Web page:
Two more deaths for ‘cursed’ US royalty
It started with a ball that had fallen in the water.
About 4pm local time last Thursday, kids had been kicking a ball around in the yard of a waterfront home in Maryland owned by Kathleen Kennedy Townsend, Robert F. Kennedy's daughter.
When the ball landed in the waters of the Chesapeake Bay, Maeve Kennedy Townsend McKean, 40, (Kennedy Townsend's daughter and RFK's granddaughter) along with her eight-year-old son Gideon got into a canoe to rescue it.
Around 4.30pm, a concerned person rang emergency services to say that he had seen two people "small canoe or kayak drifting in the bay".
Boats, helicopters and the Coast Guard were scrambled, searching until night fell and then resuming the next day.
On Friday, an overturned canoe was found and on Monday, Maeve's body was discovered by authorities. Her son's body was found by divers about 600 metres from his mother on Wednesday.
"They just got farther out than they could handle and couldn't get back in," husband and father David McKean told The Washington Post.
In a statement Maeve's mother said, "My heart is crushed."
For the Kennedys, this tragedy is the latest in a sad history of deaths and disasters that have befallen the famous dynasty.
Indeed, for the better part of a century, despite being the closest thing the United States has to a royal family, a storied clan whose history boasts huge wealth, privilege and a Presidency, the Kennedy name has also been inexorably linked to misfortune and loss which can be traced back to the World War II.
A FATHER'S DREAM
No matter whether Joseph Kennedy made his fortune during Prohibition in the 1920s via bootlegging, which was long rumoured, or via legitimate means, by the 1930s he was a pillar of society, being appointed as the US' ambassador to the United Kingdom in 1938. He and wife Rose had nine children, three of whom would go on to be towering forces in American politics.
However, it was another son, Joseph Kennedy Jnr that Joseph Snr had pinned his political hopes on, a dream that was dashed in 1944 when the younger man was killed in action in Europe, resulting in the elder man shifting his political ambitions on his son John F. Kennedy.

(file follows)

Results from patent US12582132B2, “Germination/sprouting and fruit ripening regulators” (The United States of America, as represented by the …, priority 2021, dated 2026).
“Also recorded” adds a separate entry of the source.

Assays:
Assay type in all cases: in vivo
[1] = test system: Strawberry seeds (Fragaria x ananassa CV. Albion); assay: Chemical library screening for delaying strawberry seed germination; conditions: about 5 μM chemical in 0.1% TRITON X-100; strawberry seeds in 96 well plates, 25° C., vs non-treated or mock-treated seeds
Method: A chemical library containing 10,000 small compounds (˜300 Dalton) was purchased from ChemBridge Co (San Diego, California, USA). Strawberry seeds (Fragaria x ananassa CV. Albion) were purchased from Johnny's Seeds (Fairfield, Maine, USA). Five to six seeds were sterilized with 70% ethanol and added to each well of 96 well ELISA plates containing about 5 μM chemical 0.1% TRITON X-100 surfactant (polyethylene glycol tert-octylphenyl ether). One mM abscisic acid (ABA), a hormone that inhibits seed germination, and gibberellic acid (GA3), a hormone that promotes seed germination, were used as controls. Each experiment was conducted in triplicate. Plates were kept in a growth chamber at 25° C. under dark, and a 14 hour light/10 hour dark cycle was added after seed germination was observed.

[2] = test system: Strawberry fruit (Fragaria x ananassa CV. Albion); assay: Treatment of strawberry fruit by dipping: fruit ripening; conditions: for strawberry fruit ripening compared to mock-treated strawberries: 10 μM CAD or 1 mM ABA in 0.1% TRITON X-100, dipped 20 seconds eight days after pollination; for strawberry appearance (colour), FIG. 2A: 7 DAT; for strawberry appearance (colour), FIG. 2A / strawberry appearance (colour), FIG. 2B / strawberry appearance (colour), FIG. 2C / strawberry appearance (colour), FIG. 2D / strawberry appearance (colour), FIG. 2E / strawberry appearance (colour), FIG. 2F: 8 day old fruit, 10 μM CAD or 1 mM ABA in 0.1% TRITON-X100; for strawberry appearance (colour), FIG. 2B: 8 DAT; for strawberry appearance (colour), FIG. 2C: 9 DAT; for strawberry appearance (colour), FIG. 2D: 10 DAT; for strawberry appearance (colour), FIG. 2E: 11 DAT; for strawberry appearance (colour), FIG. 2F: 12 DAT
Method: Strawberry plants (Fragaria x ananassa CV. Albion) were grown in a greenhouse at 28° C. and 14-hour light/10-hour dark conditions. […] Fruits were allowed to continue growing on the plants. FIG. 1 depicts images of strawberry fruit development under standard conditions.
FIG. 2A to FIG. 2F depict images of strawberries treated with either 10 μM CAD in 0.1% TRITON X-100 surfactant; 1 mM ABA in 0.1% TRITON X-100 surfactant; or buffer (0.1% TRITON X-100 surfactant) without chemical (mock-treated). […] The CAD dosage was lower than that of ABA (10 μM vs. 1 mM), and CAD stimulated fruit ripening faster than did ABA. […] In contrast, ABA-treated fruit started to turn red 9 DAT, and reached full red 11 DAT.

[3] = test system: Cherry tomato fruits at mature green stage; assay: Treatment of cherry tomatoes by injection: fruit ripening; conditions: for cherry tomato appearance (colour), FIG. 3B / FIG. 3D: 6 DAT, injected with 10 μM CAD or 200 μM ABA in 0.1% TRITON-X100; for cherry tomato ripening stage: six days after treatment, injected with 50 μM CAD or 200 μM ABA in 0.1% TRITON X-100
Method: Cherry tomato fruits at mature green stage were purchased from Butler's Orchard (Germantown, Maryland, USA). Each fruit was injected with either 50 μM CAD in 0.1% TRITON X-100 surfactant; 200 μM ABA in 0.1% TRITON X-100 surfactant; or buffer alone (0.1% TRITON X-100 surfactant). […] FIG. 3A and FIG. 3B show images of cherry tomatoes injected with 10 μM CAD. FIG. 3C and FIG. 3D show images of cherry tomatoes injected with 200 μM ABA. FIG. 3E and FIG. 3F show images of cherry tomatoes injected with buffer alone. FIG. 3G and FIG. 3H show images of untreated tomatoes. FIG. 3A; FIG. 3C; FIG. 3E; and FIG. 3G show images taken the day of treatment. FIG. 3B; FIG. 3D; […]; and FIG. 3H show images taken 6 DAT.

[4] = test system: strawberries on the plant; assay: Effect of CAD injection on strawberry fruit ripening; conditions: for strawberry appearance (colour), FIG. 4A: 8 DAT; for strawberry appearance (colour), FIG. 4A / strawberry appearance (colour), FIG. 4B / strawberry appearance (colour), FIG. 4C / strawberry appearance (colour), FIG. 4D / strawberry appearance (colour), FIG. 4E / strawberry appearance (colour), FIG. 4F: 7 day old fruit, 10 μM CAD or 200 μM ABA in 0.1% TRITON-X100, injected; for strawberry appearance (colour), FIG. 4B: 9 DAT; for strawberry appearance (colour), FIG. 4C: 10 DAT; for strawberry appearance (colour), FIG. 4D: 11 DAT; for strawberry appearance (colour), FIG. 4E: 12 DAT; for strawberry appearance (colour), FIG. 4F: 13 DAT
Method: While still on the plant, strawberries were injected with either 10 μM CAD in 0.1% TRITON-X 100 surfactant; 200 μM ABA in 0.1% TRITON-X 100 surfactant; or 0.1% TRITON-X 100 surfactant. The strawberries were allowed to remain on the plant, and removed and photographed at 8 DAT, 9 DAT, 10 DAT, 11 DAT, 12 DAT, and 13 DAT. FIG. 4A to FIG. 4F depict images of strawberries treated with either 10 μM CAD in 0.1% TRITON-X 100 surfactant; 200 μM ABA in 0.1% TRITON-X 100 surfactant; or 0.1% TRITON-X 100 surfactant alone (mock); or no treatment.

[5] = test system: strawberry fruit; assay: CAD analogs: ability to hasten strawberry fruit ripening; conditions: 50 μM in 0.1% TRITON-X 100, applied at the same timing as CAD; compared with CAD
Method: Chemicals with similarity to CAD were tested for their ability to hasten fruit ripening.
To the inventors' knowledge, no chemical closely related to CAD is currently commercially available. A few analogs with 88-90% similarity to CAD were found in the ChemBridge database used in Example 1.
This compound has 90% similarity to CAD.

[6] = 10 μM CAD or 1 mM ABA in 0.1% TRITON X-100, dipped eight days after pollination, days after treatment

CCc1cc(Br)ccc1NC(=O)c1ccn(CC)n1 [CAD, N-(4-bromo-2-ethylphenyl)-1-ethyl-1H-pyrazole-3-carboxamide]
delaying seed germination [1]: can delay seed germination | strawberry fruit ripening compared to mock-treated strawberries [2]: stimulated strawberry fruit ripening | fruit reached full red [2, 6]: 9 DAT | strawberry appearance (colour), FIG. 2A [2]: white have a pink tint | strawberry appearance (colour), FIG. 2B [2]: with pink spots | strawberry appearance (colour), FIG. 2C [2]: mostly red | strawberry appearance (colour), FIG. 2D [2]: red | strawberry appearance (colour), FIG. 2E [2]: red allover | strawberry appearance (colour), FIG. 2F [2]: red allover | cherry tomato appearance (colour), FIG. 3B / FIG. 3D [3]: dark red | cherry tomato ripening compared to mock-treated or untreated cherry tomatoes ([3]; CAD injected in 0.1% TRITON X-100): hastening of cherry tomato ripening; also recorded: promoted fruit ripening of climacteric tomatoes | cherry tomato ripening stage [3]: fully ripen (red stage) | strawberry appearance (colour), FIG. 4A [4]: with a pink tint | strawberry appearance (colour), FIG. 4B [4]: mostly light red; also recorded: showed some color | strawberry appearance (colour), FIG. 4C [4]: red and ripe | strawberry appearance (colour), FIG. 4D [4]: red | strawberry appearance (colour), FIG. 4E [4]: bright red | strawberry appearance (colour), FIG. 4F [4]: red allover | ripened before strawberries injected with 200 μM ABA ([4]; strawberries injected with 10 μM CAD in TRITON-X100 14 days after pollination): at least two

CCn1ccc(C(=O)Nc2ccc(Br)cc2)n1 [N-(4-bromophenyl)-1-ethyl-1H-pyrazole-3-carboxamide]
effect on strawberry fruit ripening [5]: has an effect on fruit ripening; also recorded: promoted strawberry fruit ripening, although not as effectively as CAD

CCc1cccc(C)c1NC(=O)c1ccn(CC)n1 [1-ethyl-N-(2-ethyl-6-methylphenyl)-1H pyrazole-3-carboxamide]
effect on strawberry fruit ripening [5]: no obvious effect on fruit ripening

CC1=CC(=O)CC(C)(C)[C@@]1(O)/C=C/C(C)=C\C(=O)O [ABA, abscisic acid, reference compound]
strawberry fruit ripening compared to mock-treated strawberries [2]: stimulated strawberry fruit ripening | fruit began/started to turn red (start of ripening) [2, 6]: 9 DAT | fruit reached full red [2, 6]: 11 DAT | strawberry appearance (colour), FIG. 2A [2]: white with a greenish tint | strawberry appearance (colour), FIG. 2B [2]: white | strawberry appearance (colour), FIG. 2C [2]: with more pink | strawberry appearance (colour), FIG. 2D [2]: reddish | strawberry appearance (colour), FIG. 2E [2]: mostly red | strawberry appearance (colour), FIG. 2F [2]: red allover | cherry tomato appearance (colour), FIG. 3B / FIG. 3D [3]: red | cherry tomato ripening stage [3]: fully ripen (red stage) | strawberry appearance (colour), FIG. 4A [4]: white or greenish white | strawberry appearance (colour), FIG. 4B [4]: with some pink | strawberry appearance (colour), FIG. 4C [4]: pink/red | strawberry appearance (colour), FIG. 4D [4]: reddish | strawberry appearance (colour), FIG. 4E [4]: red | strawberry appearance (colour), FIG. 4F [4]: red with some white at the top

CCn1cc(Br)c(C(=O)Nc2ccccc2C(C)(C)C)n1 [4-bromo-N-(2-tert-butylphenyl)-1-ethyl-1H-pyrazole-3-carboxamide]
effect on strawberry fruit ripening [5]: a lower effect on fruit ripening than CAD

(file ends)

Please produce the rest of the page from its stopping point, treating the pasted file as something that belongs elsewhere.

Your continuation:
Joseph and Rose's oldest daughter Rosemary, had suffered from seizures and violent mood swings since birth.
In 1941, without telling Rose, Joseph had doctors perform a lobotomy on Rosemary, leaving her permanently disabled. She would spend the rest of her life in an institution, passing away in 2005.
Then, in 1948 Joseph and Rose's daughter Kathleen Cavendish Kennedy, Marchioness of Hartington was killed in a plane crash on her way to the South of France. (Her first husband had been killed during the war.)
The 1960s would prove to be a devastating period for the family.
In 1953, John F. Kennedy Jnr. was elected as US Senator, the same year he married Jacqueline Bouvier. Their first child, a daughter named Arabella, was stillborn in 1956.
A rising star in Democratic politics, Kennedy was elected as the 35th President of the United States in 1960 with the young family moving into the White House, giving rise to a period known as the Camelot years.
Having already welcomed son John Jnr and daughter Caroline, in August 1963 Jackie gave birth to a son named Patrick who was born five and a half weeks prematurely.
Less than two days after arriving in the world, Patrick died of infant respiratory distress syndrome.
Three months after the heartbreaking loss, Jackie joined her husband for a trip to Dallas, Texas. As the couple rode in the Presidential motorcade through Dealey Plaza, at 12.30pm two shots rang out and the President slumped over.
Lee Harvey Oswald was arrested for the assassination before himself being shot and killed by Jack Ruby two days later.
In 1964, Senator Edward (Ted) Kennedy (John, Robert and Joseph's brother) suffered a broken back in a plane crash that claimed the life of one of his aides and the pilot.
In the run up to the 1968 Presidential election, Robert F. Kennedy was the front runner for the Democratic nomination. On June 5 of that year, as he walked through the kitchen of the Ambassador Hotel in Los Angeles he was shot.
Despite being hit three times, Kennedy was still conscious, telling kitchen worker Juan Romero, 17, "Everything's going to be OK."
Sadly, it was not to be and despite extensive neurosurgery, he passed away a day later.
An unemployed Palestinian man named Sirhan Sirhan was arrested and convicted of the killing and to this day remains in a Califrornain prison.